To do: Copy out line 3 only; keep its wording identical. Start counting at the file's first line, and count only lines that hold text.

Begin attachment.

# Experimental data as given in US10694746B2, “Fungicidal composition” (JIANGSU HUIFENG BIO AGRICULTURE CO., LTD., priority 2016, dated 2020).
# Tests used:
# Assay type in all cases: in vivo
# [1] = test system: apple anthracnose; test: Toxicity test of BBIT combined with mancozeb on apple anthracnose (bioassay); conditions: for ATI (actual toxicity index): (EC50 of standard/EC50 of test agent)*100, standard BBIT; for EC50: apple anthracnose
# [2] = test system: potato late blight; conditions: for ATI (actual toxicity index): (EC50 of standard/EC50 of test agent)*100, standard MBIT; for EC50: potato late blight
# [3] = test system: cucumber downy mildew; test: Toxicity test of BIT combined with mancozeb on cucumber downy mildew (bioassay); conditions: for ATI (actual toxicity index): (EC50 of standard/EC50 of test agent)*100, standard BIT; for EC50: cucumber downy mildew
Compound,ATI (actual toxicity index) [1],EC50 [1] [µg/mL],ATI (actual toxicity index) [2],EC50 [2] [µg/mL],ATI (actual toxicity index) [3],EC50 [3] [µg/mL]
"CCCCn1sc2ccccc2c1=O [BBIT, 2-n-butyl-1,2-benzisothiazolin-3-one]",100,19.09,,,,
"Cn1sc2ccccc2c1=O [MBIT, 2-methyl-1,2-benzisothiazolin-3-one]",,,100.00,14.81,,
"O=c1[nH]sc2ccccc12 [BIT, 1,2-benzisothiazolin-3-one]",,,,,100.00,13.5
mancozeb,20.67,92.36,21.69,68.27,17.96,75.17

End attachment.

# Assay type in all cases: in vivo